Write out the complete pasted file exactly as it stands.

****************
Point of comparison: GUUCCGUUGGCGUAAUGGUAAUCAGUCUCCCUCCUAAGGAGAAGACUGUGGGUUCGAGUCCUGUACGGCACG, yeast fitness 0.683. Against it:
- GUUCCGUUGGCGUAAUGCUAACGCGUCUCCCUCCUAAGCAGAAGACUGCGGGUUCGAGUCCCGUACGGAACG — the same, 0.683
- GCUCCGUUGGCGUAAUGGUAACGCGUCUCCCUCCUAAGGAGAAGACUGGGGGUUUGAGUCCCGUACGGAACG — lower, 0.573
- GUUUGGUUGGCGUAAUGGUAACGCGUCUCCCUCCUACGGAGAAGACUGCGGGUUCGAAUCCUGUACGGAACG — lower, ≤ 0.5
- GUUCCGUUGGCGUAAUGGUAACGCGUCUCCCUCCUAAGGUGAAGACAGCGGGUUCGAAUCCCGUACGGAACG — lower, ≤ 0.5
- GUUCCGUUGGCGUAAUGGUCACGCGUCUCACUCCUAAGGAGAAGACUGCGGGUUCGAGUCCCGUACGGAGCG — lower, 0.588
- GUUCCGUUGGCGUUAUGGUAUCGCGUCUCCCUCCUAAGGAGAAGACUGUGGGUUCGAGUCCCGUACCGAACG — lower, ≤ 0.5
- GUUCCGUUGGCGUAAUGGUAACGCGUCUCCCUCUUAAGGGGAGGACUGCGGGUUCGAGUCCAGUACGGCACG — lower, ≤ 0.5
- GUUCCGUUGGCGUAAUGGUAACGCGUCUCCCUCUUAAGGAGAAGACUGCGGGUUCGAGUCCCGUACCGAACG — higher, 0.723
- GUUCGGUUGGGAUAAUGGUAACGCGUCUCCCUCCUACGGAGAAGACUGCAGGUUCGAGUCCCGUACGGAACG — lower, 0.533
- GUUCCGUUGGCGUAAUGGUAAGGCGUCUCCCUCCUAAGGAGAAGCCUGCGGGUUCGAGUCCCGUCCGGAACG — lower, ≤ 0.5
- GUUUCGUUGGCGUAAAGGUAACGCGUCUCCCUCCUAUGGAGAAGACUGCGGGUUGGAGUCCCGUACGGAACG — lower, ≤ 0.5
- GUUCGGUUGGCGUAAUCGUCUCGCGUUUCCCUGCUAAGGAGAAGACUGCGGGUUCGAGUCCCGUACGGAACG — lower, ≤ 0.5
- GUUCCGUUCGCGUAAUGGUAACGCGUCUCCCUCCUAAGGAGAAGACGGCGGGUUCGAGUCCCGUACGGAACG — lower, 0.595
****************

Point of comparison: GUUCCGUUGGCGUAAUGGUAAUCAGUCUCCCUCCUAAGGAGAAGACUGUGGGUUCGAGUCCUGUACGGCACG, yeast fitness 0.683. Against it:
- GUUCCGUUGGCGUAAUGCUAACGCGUCUCCCUCCUAAGCAGAAGACUGCGGGUUCGAGUCCCGUACGGAACG — the same, 0.683
- GCUCCGUUGGCGUAAUGGUAACGCGUCUCCCUCCUAAGGAGAAGACUGGGGGUUUGAGUCCCGUACGGAACG — lower, 0.573
- GUUUGGUUGGCGUAAUGGUAACGCGUCUCCCUCCUACGGAGAAGACUGCGGGUUCGAAUCCUGUACGGAACG — lower, ≤ 0.5
- GUUCCGUUGGCGUAAUGGUAACGCGUCUCCCUCCUAAGGUGAAGACAGCGGGUUCGAAUCCCGUACGGAACG — lower, ≤ 0.5
- GUUCCGUUGGCGUAAUGGUCACGCGUCUCACUCCUAAGGAGAAGACUGCGGGUUCGAGUCCCGUACGGAGCG — lower, 0.588
- GUUCCGUUGGCGUUAUGGUAUCGCGUCUCCCUCCUAAGGAGAAGACUGUGGGUUCGAGUCCCGUACCGAACG — lower, ≤ 0.5
- GUUCCGUUGGCGUAAUGGUAACGCGUCUCCCUCUUAAGGGGAGGACUGCGGGUUCGAGUCCAGUACGGCACG — lower, ≤ 0.5
- GUUCCGUUGGCGUAAUGGUAACGCGUCUCCCUCUUAAGGAGAAGACUGCGGGUUCGAGUCCCGUACCGAACG — higher, 0.723
- GUUCGGUUGGGAUAAUGGUAACGCGUCUCCCUCCUACGGAGAAGACUGCAGGUUCGAGUCCCGUACGGAACG — lower, 0.533
- GUUCCGUUGGCGUAAUGGUAAGGCGUCUCCCUCCUAAGGAGAAGCCUGCGGGUUCGAGUCCCGUCCGGAACG — lower, ≤ 0.5
- GUUUCGUUGGCGUAAAGGUAACGCGUCUCCCUCCUAUGGAGAAGACUGCGGGUUGGAGUCCCGUACGGAACG — lower, ≤ 0.5
- GUUCGGUUGGCGUAAUCGUCUCGCGUUUCCCUGCUAAGGAGAAGACUGCGGGUUCGAGUCCCGUACGGAACG — lower, ≤ 0.5
- GUUCCGUUCGCGUAAUGGUAACGCGUCUCCCUCCUAAGGAGAAGACGGCGGGUUCGAGUCCCGUACGGAACG — lower, 0.595